I believe that all ads, regardless of the item (plane ticket, loaf of bread, pair of jeans ) should list only the total you should have to pay. I dont care about fees, taxes, surcharges, etc. Tell me, UPFRONT, how much I have to write the check for.

Dave

yes but airlines & their agents, don't want to be tax collectors. What if airlines were to say to govt's/airports etc, stuff you, collect your own bloody taxes/charges.

Simply, the airlines would sell more tix !!!


User currently offlineAC787 From Canada, joined Mar 2005, 337 posts, RR: 1
Reply 8, posted (7 years 7 months 2 weeks 2 days 9 hours ago) and read 4183 times:

Quoting Australia1 (Reply 7):
yes but airlines & their agents, don't want to be tax collectors. What if airlines were to say to govt's/airports etc, stuff you, collect your own bloody taxes/charges.

Simply, the airlines would sell more tix !!!

Well the airlines and the agents have to live with being tax collectors or cease operating, every business collects taxes for the government and these business would be selling more tv's, cars, etc if they didnt have too. The difference is you usually know exactly how much taxes your paying whereas in the airline industry we have an exorbitant rate. Electronic stores would be laughed out of business if they advertised a tv for 500 dollars, but then told the consumer when it was time to pay that the price was actually 1200 dollars. Enough is enough


User currently offlineAustralia1 From , joined Dec 1969, posts, RR:
Reply 9, posted (7 years 7 months 2 weeks 2 days 8 hours ago) and read 4123 times:

Quoting AC787 (Reply 8):
Well the airlines and the agents have to live with being tax collectors or cease operating, every business collects taxes for the government and these business would be selling more tv's, cars, etc if they didnt have too. The difference is you usually know exactly how much taxes your paying whereas in the airline industry we have an exorbitant rate. Electronic stores would be laughed out of business if they advertised a tv for 500 dollars, but then told the consumer when it was time to pay that the price was actually 1200 dollars. Enough is enough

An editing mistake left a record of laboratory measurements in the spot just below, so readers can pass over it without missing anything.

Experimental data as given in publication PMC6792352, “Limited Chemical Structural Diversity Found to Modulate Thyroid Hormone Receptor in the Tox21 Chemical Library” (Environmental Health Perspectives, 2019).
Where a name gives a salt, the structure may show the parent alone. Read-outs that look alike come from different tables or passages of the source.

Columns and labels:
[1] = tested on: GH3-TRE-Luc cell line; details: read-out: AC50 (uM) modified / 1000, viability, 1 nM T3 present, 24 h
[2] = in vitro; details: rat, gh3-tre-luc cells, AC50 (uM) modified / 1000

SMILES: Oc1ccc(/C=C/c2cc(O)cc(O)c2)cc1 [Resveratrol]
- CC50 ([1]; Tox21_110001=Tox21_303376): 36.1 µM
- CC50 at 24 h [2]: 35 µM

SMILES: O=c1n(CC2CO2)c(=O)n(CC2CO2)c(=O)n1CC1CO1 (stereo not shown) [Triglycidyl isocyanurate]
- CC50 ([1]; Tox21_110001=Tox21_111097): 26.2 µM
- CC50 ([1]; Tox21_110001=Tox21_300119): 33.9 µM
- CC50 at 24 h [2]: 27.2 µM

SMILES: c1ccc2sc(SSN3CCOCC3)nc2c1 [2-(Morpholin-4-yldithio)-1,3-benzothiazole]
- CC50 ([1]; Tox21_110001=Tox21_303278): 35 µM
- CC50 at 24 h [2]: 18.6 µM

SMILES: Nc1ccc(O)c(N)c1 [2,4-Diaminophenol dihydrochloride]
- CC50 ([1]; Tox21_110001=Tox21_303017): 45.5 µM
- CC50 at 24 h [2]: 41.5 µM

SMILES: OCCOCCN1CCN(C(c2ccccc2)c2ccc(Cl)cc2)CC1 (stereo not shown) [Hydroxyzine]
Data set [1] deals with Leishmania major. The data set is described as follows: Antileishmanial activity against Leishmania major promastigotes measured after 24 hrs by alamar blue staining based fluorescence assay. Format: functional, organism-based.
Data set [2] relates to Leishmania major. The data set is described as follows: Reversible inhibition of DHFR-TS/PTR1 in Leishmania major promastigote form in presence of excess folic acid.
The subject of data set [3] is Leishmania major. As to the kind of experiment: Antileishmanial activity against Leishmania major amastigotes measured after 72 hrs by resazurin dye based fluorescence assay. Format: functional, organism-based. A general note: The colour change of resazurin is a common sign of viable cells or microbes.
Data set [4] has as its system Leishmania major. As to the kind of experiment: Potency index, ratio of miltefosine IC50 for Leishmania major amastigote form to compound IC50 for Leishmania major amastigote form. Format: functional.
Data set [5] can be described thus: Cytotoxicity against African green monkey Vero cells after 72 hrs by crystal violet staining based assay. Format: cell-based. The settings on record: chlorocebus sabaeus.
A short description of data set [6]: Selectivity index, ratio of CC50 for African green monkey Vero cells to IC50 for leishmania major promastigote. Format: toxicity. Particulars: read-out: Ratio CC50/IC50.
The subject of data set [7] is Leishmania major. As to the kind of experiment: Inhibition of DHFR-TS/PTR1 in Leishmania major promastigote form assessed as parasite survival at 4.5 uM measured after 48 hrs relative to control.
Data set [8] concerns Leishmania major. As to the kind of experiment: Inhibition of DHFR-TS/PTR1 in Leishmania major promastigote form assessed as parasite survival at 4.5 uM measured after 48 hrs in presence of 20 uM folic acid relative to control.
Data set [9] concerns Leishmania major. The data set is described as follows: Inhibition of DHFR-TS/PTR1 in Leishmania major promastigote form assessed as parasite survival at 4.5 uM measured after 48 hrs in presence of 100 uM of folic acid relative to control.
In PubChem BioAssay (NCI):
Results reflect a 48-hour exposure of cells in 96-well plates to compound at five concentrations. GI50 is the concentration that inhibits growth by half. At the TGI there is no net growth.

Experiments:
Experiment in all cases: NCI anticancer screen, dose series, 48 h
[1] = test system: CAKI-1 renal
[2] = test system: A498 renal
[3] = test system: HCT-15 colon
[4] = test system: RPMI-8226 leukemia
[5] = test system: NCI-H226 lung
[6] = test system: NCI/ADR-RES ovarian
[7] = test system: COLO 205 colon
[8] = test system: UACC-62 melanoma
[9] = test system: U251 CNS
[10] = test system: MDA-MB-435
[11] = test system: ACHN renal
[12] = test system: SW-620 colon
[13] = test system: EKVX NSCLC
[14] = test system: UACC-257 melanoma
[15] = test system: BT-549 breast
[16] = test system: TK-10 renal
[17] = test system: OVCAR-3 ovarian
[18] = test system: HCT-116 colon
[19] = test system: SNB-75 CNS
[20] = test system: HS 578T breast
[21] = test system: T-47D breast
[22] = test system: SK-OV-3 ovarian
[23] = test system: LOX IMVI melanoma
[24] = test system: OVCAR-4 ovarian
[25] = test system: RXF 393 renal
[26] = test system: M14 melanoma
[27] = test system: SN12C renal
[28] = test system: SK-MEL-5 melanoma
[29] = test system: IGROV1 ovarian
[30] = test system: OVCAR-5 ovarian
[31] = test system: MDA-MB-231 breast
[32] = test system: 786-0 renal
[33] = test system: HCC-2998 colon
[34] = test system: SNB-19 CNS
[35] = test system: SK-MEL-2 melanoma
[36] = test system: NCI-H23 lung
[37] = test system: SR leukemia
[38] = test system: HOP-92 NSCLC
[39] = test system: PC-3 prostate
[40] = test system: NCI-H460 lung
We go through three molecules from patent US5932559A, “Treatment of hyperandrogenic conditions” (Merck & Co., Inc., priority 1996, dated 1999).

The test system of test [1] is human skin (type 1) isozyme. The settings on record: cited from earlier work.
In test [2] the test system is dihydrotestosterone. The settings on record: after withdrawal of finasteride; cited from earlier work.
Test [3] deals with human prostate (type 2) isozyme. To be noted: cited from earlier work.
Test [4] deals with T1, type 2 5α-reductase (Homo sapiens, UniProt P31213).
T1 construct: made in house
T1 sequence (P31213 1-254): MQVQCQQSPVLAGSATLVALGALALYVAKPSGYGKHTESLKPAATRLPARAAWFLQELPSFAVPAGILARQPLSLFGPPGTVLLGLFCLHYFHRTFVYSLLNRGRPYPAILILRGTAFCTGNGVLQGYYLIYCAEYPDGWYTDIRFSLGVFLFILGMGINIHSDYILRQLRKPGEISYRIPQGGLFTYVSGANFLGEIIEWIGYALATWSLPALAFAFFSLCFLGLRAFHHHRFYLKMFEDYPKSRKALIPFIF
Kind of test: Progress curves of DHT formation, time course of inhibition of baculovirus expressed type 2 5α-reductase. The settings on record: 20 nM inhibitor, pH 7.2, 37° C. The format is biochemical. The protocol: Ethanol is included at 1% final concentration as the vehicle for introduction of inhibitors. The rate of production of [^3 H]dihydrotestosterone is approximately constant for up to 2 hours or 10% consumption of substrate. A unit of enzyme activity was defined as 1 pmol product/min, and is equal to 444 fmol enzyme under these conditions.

yes but what you're saying is,

1) either outside their control, if you're saying they have to collect taxes, but if they refuse, then what can happen?



Airlines have much more political power than a small retailer.


User currently offlineConnies4ever From Canada, joined Feb 2006, 4066 posts, RR: 13
Reply 10, posted (7 years 7 months 2 weeks 2 days 8 hours ago) and read 4105 times:

Quoting AC787 (Reply 4):
Well when I go to the bay and buy my pair of jeans i at least know in advance that the tax will be 14% of the cost. Whereas with airline tickets I never have an exact idea of how much more the ticket is and when the real price ranges from 50% to 200% higher then the advertised price something feels wrong. It simply does not make sense.